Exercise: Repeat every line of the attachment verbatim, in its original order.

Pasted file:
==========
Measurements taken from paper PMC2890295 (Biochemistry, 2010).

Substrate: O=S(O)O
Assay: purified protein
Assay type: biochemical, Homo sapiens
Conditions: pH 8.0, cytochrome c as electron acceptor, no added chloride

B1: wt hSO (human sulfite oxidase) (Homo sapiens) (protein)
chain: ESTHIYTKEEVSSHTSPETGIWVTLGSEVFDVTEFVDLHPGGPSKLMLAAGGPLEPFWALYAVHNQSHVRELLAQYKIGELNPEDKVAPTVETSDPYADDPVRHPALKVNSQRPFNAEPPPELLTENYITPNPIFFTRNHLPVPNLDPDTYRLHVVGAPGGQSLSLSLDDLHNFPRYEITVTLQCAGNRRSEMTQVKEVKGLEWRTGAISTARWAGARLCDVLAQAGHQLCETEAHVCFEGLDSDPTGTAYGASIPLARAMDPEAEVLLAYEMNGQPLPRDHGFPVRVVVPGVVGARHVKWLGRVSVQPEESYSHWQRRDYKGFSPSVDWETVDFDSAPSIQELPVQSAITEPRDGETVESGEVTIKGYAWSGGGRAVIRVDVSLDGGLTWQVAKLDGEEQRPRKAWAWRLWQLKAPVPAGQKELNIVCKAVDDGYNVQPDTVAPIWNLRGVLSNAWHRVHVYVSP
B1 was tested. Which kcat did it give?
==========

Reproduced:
Measurements taken from paper PMC2890295 (Biochemistry, 2010).

Substrate: O=S(O)O
Assay: purified protein
Assay type: biochemical, Homo sapiens
Conditions: pH 8.0, cytochrome c as electron acceptor, no added chloride

B1: wt hSO (human sulfite oxidase) (Homo sapiens) (protein)
chain: ESTHIYTKEEVSSHTSPETGIWVTLGSEVFDVTEFVDLHPGGPSKLMLAAGGPLEPFWALYAVHNQSHVRELLAQYKIGELNPEDKVAPTVETSDPYADDPVRHPALKVNSQRPFNAEPPPELLTENYITPNPIFFTRNHLPVPNLDPDTYRLHVVGAPGGQSLSLSLDDLHNFPRYEITVTLQCAGNRRSEMTQVKEVKGLEWRTGAISTARWAGARLCDVLAQAGHQLCETEAHVCFEGLDSDPTGTAYGASIPLARAMDPEAEVLLAYEMNGQPLPRDHGFPVRVVVPGVVGARHVKWLGRVSVQPEESYSHWQRRDYKGFSPSVDWETVDFDSAPSIQELPVQSAITEPRDGETVESGEVTIKGYAWSGGGRAVIRVDVSLDGGLTWQVAKLDGEEQRPRKAWAWRLWQLKAPVPAGQKELNIVCKAVDDGYNVQPDTVAPIWNLRGVLSNAWHRVHVYVSP
B1 was tested. Which kcat did it give?